Airfix 1/48 TSR.2
“All modern aircraft have four dimensions: span, length, height and politics. TSR-2 simply got the first three right.” Sir Sidney Camm
The TSR-2 was conceived as a terrain hugging low level supersonic strike and reconnaissance plane carrying the most advanced electronics in the world. It was born in 1956 as General Operational Requirement 339 or GOR.339 as a low level supersonic STOL replacement for the Canberra when it was realized that the USSR had developed high altitude SAMs (the S-75 which is more well known by its NATO designation, SA-2 Guideline) that would be able to shoot down high altitude bombers such as the Canberra, Victor, Valiant and Vulcan.
Unfortunately, the TSR-2’s specs were
set out only a year before the silly and infamous “Defence White Paper
of 1957” which said that manned aircraft will be replaced by missiles.
Many projects were scrapped because of this paper with GOR.339
being one of the few exceptions.
Despite surviving the chop, what would eventually become the
TSR-2 became a hot topic among senior defence bureaucrats and senior
officers as the
Vickers Armstrong (later merged into
In 1964, the TSR-2 started flying test
flights and had impressed for the most part despite some glitches.
Most of the TSR-2 prototypes and productions jigs were scrapped and the two complete airframes would be sent to museums. As it turned out, the TSR-2 was the last “all British” military plane as later planes would be developed as part of a multinational coalition.
In the mid 2000s, Airfix released the 1/72
version of the TSR-2. It was
well received but had some fit issues as evidenced by the editor’s review of
the kit as seen
here . (Editor's note: I only included the image of the fuselage as
there was just too much. The breakdown of parts is quite similar to the 1/72
(Editor's note: I only included the image of the fuselage as there was just too much. The breakdown of parts is quite similar to the 1/72 kit.)
An injection molded 1/48 version was
eagerly awaited (although there is an excellent 1/48 vaccuform model by
as reviewed here) but Airfix ran into financial problems and no 1/48
model was released. In
early 2009, the new reborn Airfix did a limited release of the 1/48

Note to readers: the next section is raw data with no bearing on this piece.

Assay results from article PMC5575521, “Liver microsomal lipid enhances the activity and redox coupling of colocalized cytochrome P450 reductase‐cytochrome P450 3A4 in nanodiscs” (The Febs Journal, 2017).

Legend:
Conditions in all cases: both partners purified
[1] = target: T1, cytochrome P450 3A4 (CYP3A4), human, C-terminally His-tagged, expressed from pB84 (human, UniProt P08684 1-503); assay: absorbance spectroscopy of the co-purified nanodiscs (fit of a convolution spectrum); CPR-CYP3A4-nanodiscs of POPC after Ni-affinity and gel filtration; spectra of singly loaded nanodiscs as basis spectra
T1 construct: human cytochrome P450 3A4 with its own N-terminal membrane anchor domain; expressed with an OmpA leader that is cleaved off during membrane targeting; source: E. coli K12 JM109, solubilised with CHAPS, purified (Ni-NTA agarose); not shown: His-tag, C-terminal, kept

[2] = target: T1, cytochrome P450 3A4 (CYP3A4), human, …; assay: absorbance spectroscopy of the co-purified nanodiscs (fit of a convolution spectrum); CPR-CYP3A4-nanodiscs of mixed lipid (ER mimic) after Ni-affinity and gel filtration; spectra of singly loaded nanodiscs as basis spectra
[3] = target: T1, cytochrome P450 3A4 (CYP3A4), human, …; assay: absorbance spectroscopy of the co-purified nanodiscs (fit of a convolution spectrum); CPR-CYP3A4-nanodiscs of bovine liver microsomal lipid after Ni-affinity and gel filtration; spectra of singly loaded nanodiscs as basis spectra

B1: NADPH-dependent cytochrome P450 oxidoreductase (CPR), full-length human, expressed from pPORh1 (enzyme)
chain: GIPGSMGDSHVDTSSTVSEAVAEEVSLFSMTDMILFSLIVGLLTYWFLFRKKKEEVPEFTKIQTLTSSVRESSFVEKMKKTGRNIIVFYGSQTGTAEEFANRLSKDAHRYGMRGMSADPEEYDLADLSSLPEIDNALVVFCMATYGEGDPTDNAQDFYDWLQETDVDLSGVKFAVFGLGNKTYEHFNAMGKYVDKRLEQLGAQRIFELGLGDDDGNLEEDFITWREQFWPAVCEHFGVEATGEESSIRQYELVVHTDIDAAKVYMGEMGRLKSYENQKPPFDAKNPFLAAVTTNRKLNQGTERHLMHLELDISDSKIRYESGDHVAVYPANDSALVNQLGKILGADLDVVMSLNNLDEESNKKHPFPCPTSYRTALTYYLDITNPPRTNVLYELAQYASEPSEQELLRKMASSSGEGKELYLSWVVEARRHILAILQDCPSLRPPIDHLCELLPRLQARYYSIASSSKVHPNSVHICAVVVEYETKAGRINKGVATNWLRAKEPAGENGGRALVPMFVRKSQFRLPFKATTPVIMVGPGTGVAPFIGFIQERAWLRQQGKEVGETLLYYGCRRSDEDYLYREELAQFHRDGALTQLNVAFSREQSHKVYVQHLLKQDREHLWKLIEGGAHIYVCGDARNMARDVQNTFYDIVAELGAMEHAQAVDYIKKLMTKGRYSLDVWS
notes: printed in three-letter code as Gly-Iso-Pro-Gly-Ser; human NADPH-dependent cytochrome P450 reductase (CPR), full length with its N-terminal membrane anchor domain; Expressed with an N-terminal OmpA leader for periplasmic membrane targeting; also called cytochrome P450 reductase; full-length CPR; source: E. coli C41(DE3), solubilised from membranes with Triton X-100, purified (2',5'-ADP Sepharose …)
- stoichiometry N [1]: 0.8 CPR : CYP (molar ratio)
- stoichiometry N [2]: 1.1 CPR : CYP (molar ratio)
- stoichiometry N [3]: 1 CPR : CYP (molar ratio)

TSR-2 which is when I picked it up, but never thought to do a preview until
now (as I started building it.)
The kit comes in very large box (similar in size as the box for a Monogram 1/48 B-17/B-24 kit) and is made of a thick white plastic which might help in painting if you build the prototype markings, but in my experience I have found white plastic a pain in the rear to paint. There isn’t much flash and the detail looks good but a bit overdone compared to a Hasegawa or Tamiya kit, but I doubt that either company will ever do a TSR-2.
It comes on five huge white sprues and one of clear parts with separate bags for all of them. The wings and fuselage are done in logical fashion. One thing I like about it is that most of the seams are covered up and the only areas that really need sanding filling are along the rear fuselage and the forward fuselage. I did notice a few sink marks on the rear section of the fuselage that need to be fixed. It looks a lot like an upscaled version of the 1/72 kit as it has a similar parts layout, but the parts are better detailed (including the cockpit) and test fitting shows there might (emphasize might) not be as many fit/gap issues as the 1/72 version of the kit. The clear parts are reasonably thin and clear.
A first I’ve seen in any injection molded kit is the one piece engine exhaust tubes. The only problem is that they lack details.
It’s huge, and the finished model will be a little over 2 feet long when completed.
Airfix/Hornsby did a good job of resurrecting the 1/48 TSR-2. An aircraft whose demise created a national legend similar to the Arrow is for Canadians. It also provides an excellent possibility for the “What If” modelers (and those who don’t want to build the prototypes.)
If you’re like me and want to add extras then there are several companies that make resin detailed parts for those who want something better than OOB.
This kit is recommended for most modelers except newbies.
Lee October 2012
If you would like your product reviewed fairly and fairly quickly, please contact the editor or see other details in the Note to Contributors.
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